Teach your kids to understand in a way that they can relate to: “ If You don’t like it – a dog probably doesn’t either!”  That means don’t take their toys/stuff, don’t stick your hands in their bowl, keep your face away from theirs, don’t squeeze them, lay on them or try to ride them , don’t wake them up while they’re sleeping, and don’t scream and yell around them.  And lest you think this is a one time talk, think again.  As the kids grow and change, you need to keep reiterating the rules, interpreting the dog’s body language for them, and giving them feedback (positive and negative) on their behavior towards the dog.

3.  Learn to Recognize The Signs.  If you can’t recognize when your dog is stressed, then you can’t teach your children to recognize it either. Find a reputable trainer in your area who teaches interpretation of a dog’s body language so you know what your dog is trying to tell you.  A dog’s breathing changes, closed mouth, lip licking, and turning it’s head away from you all mean something.  Supervision means not only watching your child and dog, it also means understanding what you’re looking at and intervening if necessary.

At this point, you’re probably thinking “ Hey! I got this dog for my kids.  What CAN they do with the dog?”

Here’s a list of interactions that can be mutually fun for both child and dog.  Please note that all children and dogs should only have SUPERVISED interactions.  You need to be watching to make sure that the child and the dog are enjoying the interaction.  The minute that one isn’t, you need to intervene.

1. Fetch!  As long as you’re there to make sure that the dog doesn’t knock the child down to get the toy and that the child doesn’t wrestle the toy from the dog’s mouth, fetch is a fun game for both kids and dogs.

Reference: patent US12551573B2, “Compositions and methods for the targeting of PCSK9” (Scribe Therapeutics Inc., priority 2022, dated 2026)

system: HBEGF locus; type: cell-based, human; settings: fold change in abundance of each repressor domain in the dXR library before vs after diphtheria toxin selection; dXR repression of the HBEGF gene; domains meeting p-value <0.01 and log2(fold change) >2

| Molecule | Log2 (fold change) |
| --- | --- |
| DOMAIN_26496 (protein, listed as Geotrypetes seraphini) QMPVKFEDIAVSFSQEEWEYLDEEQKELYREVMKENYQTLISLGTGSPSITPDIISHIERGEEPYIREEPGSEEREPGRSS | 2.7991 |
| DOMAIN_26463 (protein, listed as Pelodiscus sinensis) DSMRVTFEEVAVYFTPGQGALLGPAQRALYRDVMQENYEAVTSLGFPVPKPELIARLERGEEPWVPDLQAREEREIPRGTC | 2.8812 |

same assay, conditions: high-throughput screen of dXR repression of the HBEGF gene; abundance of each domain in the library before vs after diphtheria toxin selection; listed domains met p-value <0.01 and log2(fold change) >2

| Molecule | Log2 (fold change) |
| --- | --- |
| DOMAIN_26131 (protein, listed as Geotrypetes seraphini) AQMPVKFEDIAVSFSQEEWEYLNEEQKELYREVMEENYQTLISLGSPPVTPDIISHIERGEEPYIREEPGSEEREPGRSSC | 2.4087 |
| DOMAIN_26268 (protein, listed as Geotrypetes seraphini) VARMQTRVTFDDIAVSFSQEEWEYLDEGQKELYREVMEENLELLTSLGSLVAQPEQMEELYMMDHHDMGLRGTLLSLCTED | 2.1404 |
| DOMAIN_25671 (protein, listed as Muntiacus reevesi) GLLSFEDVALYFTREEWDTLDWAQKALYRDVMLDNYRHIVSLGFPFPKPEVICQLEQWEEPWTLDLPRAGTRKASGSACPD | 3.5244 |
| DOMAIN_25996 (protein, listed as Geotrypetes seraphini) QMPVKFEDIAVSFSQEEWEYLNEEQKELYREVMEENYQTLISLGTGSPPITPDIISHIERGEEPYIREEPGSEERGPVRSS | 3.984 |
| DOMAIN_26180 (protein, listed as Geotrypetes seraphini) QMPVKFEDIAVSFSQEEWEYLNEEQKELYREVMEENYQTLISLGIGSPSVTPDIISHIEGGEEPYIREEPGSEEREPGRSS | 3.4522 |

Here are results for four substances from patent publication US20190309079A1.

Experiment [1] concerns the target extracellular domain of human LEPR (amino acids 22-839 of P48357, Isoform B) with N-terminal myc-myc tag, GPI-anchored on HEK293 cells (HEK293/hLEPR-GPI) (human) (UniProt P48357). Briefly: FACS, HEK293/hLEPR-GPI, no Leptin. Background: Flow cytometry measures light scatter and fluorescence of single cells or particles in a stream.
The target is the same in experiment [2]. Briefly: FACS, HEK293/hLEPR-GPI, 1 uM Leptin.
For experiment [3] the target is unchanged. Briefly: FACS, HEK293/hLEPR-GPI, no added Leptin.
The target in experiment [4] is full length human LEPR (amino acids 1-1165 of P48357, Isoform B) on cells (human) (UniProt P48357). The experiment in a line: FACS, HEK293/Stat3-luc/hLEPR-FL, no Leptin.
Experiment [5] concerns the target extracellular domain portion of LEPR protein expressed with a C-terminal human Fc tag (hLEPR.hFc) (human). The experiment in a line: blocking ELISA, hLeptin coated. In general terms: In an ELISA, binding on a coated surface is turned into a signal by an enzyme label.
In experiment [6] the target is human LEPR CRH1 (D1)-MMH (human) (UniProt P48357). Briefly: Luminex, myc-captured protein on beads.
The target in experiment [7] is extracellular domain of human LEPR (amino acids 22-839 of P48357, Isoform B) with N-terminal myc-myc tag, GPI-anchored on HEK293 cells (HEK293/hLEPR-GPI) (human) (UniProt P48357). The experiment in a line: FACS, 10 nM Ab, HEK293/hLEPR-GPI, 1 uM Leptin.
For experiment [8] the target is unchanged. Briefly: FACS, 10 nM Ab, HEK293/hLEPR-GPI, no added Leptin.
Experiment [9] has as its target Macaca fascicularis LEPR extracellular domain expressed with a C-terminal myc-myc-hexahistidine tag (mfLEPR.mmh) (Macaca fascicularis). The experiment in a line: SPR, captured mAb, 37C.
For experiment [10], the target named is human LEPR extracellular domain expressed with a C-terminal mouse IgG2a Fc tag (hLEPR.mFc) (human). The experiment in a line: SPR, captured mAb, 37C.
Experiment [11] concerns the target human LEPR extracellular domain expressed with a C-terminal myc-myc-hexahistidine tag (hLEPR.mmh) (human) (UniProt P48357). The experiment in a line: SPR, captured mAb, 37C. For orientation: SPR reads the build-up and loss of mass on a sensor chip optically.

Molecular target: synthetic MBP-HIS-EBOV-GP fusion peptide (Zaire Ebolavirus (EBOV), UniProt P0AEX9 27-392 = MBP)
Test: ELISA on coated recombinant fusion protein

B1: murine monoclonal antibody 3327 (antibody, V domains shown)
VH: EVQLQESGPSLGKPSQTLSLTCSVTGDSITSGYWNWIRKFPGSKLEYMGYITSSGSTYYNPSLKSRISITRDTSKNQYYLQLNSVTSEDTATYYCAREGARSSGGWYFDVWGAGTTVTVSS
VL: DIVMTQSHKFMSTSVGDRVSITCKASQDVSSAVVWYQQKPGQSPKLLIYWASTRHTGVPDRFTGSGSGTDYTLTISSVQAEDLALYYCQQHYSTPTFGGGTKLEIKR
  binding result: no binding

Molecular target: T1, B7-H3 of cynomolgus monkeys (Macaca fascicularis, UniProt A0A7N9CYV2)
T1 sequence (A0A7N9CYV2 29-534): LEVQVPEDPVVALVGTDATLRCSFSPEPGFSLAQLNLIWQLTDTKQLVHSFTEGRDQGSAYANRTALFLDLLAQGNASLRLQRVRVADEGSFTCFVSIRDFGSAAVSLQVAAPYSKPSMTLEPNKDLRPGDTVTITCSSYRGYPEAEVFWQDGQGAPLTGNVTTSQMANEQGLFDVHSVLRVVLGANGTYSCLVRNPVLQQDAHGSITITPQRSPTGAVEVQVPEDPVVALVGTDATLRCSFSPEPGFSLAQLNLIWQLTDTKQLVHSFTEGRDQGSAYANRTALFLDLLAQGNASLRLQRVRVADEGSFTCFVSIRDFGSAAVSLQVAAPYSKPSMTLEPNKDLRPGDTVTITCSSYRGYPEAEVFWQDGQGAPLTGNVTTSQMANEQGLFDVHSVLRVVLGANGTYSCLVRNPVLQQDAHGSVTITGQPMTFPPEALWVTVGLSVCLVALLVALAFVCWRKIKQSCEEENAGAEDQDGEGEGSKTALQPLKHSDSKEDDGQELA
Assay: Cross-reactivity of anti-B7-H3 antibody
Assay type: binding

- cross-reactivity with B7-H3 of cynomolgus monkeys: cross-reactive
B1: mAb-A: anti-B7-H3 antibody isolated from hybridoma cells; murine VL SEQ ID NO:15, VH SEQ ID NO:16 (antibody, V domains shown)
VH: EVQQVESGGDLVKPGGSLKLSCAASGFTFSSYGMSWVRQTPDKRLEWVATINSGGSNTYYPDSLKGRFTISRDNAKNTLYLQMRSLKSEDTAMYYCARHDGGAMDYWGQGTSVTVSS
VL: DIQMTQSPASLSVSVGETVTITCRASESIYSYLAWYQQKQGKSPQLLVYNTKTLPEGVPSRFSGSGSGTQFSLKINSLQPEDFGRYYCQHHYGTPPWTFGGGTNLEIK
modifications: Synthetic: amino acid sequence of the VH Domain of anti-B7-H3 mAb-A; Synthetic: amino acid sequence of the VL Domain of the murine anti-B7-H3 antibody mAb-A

2. Go For A Walk. You can hold one leash and your child can hold a second attached to the dog’s collar.  That way, you have the control and your child has the experience of walking his dog.

3. Tricks. Teach your dog a few tricks (with or without your child’s help).  A dog that shakes, rolls over and “speaks” can earn food rewards by doing a behavior that the child will love to ask for.

4. Your Child: The Human Pez Dispenser. If your dog sees your child as a source of rewards (food), he’s more inclined to engage him or her with behaviors that you’ve taught your dog (for example: sitting politely) can earn him food.

5. Hide Out/Rescue Me. My kids loved to play this game when they were little.  They’d hide (and have a really fabulous food reward with them) and I would send the dog to “Find Them!”  When our dog found them, they’d stand up, ask him to sit and reward him the treat.  Their giggling may have helped the dog find them, but no matter.  A good, safe and fun interaction was had by all.

Kathy Santo and Stacey Samela are NJ’s only licensed presenters for the nationally acclaimed Dog&Stork program.  For more information, please visit our website at or email Stacey at



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Author: Kathy Santo

Kathy is a well known dog trainer. She is happy to share her best advice with you. Kathy is the owner of Kathy Santo Dog Training.